Gran Torino
We’re not identical twins.

Theatrical Release Date: 12/12/2008 (limited), 01/09/2009 (wide)
Director: Clint Eastwood
Cast: Clint Eastwood, Bee Vang, Ahney Her, Christopher Carley

Let me just get something out of the way – I really like Clint Eastwood directed films. Whether it’s the westerns he’s so well known for or the more gritty dramas like “Mystic River” or “Million Dollar Baby”, all of the components that go into filmmaking can usually be relied upon to be top notch.

Now, that’s not to say there aren’t a few missteps here and there that don’t work for me – I’m not a blind devotee. I actually can’t sit through “Midnight in the Garden of Good and Evil”, felt “Flags of Our Fathers” was far too scattered and the recent “Changeling” suffered from having too many plot points to focus on.

So where does his latest release, “Gran Torino”, fit in? Somewhere between “Midnight in the Garden of Good and Evil” and “Space Cowboys” I’d say. (Say all you want, it’s fun to see the nursing home set bicker and argue while they travel into space to prevent a satellite from crashing back into Earth.)

I know there’s a lot of critical acclaim being thrown Eastwood’s way with this one, and obviously the studio felt it was the right one to push for awards since they held it right until the end so as to be fresh in the minds of Academy voters. However, when I watched the film, rather than seeing this glorious, iconic Eastwood-type performance, I see a caricature.

The role he plays is that of a Korea War vet who has just lost his wife of many years. That could work. His family all hates him because he was such a hard man to get to know and he holds little more than contempt for them as they go about their lives. Okay … maybe that could work. Oh, and he’s an unabashed super bigot – mad about all of the foreigners and minorities that have moved into his suburban neighborhood and wishes they’d just leave him alone, stay off his lawn, and try not to steal his prized 1972 Gran Torino. Yeah, this is sounding less and less interesting. Did I mention 90% of the cast had never acted before and it shows?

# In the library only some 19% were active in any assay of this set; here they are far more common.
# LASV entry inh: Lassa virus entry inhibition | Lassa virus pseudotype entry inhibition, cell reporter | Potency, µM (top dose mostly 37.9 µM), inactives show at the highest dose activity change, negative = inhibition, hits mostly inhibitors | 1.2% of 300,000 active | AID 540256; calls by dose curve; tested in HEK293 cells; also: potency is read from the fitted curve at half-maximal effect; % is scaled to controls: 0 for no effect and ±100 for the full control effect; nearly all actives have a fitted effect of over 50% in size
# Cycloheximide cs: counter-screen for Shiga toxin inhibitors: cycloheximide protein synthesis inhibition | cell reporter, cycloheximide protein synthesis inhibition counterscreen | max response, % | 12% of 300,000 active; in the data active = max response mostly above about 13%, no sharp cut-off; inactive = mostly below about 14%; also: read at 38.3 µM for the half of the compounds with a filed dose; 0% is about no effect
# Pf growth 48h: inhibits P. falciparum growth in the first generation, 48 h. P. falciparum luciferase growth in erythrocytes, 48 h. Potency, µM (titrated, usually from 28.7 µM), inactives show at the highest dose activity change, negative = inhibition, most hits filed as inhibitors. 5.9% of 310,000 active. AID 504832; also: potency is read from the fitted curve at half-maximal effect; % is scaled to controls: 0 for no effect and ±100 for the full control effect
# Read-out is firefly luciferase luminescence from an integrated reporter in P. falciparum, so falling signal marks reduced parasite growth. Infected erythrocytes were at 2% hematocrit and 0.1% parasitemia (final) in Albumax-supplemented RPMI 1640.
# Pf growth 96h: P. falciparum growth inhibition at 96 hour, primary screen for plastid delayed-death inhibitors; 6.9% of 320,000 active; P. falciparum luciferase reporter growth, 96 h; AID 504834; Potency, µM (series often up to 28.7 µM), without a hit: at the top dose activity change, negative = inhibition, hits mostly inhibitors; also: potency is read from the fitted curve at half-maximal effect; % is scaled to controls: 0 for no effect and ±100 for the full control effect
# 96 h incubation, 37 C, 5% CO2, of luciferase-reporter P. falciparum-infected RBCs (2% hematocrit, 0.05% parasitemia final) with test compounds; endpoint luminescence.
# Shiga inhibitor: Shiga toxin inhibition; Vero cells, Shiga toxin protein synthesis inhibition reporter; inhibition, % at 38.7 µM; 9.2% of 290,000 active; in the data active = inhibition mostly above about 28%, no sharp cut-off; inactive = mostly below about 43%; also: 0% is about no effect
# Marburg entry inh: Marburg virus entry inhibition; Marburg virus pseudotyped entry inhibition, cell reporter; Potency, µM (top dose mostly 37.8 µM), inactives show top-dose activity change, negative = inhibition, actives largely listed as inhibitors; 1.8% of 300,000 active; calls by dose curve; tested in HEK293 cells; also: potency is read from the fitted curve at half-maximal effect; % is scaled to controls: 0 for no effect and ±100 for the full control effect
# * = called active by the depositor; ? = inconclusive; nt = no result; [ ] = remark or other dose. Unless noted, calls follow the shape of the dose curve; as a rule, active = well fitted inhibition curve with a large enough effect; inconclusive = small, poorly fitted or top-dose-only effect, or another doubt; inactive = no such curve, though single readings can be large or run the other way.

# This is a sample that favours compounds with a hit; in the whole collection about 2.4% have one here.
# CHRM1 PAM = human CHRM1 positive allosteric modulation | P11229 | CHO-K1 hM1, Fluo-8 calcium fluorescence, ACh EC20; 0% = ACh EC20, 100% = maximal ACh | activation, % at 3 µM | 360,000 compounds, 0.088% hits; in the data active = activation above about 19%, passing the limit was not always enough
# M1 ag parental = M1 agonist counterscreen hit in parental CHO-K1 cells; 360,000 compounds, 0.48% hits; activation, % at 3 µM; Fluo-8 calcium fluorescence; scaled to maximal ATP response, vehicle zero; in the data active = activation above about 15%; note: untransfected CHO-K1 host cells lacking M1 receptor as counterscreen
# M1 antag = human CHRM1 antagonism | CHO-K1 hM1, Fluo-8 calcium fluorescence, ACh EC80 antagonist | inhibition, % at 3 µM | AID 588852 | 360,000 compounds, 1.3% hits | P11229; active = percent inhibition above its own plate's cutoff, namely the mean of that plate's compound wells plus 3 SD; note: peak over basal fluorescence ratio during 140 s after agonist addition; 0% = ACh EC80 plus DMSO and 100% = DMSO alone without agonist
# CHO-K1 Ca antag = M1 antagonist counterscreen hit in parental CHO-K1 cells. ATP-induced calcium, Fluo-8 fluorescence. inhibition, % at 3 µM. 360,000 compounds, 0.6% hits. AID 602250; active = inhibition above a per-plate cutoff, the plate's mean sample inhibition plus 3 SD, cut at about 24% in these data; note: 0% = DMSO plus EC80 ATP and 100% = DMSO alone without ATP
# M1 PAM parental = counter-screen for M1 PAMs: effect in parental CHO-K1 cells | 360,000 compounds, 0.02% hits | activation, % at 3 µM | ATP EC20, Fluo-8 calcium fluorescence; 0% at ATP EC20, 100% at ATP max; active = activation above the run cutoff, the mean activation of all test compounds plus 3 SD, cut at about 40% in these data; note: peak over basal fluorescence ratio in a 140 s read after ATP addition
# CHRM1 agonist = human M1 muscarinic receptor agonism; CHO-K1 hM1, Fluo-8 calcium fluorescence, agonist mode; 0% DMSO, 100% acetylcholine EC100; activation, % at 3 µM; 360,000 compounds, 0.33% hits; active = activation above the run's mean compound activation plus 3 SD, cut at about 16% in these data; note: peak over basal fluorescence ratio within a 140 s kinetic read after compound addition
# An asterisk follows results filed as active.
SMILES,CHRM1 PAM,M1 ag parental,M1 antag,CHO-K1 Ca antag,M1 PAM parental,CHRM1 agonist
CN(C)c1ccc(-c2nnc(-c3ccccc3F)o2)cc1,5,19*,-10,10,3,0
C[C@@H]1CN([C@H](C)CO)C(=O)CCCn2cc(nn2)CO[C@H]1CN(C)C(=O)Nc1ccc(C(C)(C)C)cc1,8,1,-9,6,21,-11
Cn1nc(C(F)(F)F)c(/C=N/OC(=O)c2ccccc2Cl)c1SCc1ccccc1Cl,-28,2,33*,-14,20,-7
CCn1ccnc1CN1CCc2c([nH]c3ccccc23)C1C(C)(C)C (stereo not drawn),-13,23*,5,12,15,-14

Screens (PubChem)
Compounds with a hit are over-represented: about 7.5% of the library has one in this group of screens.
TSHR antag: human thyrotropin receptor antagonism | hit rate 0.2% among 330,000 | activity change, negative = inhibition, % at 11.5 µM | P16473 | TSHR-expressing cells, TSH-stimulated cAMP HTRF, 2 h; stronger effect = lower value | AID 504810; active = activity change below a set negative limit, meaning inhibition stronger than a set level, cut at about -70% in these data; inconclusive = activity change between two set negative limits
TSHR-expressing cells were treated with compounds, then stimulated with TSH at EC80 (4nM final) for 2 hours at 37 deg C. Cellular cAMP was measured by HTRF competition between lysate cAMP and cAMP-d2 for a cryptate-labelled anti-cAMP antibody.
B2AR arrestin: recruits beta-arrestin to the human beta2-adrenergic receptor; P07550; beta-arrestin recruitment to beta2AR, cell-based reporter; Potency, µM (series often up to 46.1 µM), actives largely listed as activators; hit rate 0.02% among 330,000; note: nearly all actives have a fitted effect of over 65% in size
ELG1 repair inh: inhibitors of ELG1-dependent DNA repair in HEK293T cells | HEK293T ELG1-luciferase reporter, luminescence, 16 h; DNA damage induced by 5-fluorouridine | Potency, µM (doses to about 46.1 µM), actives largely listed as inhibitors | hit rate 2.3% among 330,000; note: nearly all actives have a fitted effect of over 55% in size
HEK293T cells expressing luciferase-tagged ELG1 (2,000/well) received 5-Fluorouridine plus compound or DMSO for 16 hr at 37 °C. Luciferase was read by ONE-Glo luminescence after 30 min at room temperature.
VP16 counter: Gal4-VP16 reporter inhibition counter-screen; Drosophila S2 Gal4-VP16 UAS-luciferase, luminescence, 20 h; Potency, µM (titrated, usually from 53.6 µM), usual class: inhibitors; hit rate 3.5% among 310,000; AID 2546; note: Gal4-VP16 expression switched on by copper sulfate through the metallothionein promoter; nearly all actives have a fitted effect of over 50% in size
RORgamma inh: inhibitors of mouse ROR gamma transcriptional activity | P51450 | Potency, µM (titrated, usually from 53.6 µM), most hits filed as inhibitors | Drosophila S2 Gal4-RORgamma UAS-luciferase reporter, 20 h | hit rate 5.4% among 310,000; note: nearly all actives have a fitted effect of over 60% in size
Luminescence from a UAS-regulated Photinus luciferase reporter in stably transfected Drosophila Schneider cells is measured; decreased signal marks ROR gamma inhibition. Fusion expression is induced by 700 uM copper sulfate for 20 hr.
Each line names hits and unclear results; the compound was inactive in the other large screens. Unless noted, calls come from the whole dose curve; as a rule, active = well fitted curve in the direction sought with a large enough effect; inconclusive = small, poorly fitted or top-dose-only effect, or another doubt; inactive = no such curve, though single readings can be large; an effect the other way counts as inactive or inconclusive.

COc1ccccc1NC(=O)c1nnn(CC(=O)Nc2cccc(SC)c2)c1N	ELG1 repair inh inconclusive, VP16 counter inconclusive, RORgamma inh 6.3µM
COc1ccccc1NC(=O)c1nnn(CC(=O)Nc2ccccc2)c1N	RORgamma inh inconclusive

Honestly, I’m a bit puzzled at the accolades being thrown at the film and the cynic in me just thinks people are continuing to blindly devote their cinematic sensibilities towards Eastwood based on his body of work, rather than judging this film on its own merits (of which there aren’t too many).

I’m not going to bother dissecting it too much, it’s really not worth my time, nor is it really worth any of yours. Suffice to say, Eastwood’s racist, gravelly voiced and senile depiction of a man supposedly grieving over the loss of his wife makes no sense. For someone who hates all the immigrants in the neighborhood, why would he bother to take one under his wing and teach him to be a man – especially if he was the one trying to steal his favorite car? And how is it that the offering of beer one afternoon (since he had just run out) makes it okay to go next door and turn his hateful bigotry into adorable bigotry as his mocking takes on that “he doesn’t really hate them” tone? And why in the hell does the trailer for this film look like an internet parody?

If you want good Eastwood, there are plenty of films on DVD just waiting for your inclusion onto some sort of rental queue. “Gran Torino” shouldn’t be on that list and I’m probably being a little generous giving it a 2 out of 5. It’s all like some cheap cardboard cut-out of the Dirty Harry franchise tossed together with bits of “Death Wish”, only with a lot of racism thrown in for fun. Sounds like a tasty film salad, huh? It’s more like one that should be tossed – Save your money.